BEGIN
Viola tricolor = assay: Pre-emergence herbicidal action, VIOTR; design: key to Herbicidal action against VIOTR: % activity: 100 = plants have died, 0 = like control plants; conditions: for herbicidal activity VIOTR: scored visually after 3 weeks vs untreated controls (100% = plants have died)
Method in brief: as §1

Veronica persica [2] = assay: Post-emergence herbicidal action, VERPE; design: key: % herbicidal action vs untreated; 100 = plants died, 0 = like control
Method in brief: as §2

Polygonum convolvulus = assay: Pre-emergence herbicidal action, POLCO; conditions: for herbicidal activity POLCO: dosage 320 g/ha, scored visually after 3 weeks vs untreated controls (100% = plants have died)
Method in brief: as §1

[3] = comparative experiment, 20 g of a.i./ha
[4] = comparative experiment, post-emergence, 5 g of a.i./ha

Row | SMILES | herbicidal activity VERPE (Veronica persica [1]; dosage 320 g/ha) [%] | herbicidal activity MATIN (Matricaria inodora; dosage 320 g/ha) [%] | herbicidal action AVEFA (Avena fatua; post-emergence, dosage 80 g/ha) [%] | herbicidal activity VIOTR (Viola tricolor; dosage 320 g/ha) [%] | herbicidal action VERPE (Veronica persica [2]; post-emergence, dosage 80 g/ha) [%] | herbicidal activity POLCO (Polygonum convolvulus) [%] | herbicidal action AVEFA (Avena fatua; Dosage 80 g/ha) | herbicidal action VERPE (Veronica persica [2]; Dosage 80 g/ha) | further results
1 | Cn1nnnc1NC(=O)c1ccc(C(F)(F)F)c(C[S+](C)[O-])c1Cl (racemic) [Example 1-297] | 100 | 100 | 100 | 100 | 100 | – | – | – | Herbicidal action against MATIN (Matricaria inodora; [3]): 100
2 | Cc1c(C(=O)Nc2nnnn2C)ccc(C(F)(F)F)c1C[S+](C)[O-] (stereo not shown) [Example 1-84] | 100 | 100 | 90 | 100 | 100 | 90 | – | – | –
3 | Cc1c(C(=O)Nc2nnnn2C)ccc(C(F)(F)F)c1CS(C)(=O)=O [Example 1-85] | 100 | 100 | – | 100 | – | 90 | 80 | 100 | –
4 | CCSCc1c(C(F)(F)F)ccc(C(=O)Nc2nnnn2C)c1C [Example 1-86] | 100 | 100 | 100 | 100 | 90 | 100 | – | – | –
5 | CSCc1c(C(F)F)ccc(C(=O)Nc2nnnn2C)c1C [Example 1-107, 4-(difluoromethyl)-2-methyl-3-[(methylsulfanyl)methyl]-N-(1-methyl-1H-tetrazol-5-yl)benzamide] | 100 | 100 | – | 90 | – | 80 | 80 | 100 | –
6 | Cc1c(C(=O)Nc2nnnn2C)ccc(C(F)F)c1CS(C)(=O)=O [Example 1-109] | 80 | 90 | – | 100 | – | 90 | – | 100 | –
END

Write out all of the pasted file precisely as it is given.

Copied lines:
Viola tricolor = assay: Pre-emergence herbicidal action, VIOTR; design: key to Herbicidal action against VIOTR: % activity: 100 = plants have died, 0 = like control plants; conditions: for herbicidal activity VIOTR: scored visually after 3 weeks vs untreated controls (100% = plants have died)
Method in brief: as §1

Veronica persica [2] = assay: Post-emergence herbicidal action, VERPE; design: key: % herbicidal action vs untreated; 100 = plants died, 0 = like control
Method in brief: as §2

Polygonum convolvulus = assay: Pre-emergence herbicidal action, POLCO; conditions: for herbicidal activity POLCO: dosage 320 g/ha, scored visually after 3 weeks vs untreated controls (100% = plants have died)
Method in brief: as §1

[3] = comparative experiment, 20 g of a.i./ha
[4] = comparative experiment, post-emergence, 5 g of a.i./ha

Row | SMILES | herbicidal activity VERPE (Veronica persica [1]; dosage 320 g/ha) [%] | herbicidal activity MATIN (Matricaria inodora; dosage 320 g/ha) [%] | herbicidal action AVEFA (Avena fatua; post-emergence, dosage 80 g/ha) [%] | herbicidal activity VIOTR (Viola tricolor; dosage 320 g/ha) [%] | herbicidal action VERPE (Veronica persica [2]; post-emergence, dosage 80 g/ha) [%] | herbicidal activity POLCO (Polygonum convolvulus) [%] | herbicidal action AVEFA (Avena fatua; Dosage 80 g/ha) | herbicidal action VERPE (Veronica persica [2]; Dosage 80 g/ha) | further results
1 | Cn1nnnc1NC(=O)c1ccc(C(F)(F)F)c(C[S+](C)[O-])c1Cl (racemic) [Example 1-297] | 100 | 100 | 100 | 100 | 100 | – | – | – | Herbicidal action against MATIN (Matricaria inodora; [3]): 100
2 | Cc1c(C(=O)Nc2nnnn2C)ccc(C(F)(F)F)c1C[S+](C)[O-] (stereo not shown) [Example 1-84] | 100 | 100 | 90 | 100 | 100 | 90 | – | – | –
3 | Cc1c(C(=O)Nc2nnnn2C)ccc(C(F)(F)F)c1CS(C)(=O)=O [Example 1-85] | 100 | 100 | – | 100 | – | 90 | 80 | 100 | –
4 | CCSCc1c(C(F)(F)F)ccc(C(=O)Nc2nnnn2C)c1C [Example 1-86] | 100 | 100 | 100 | 100 | 90 | 100 | – | – | –
5 | CSCc1c(C(F)F)ccc(C(=O)Nc2nnnn2C)c1C [Example 1-107, 4-(difluoromethyl)-2-methyl-3-[(methylsulfanyl)methyl]-N-(1-methyl-1H-tetrazol-5-yl)benzamide] | 100 | 100 | – | 90 | – | 80 | 80 | 100 | –
6 | Cc1c(C(=O)Nc2nnnn2C)ccc(C(F)F)c1CS(C)(=O)=O [Example 1-109] | 80 | 90 | – | 100 | – | 90 | – | 100 | –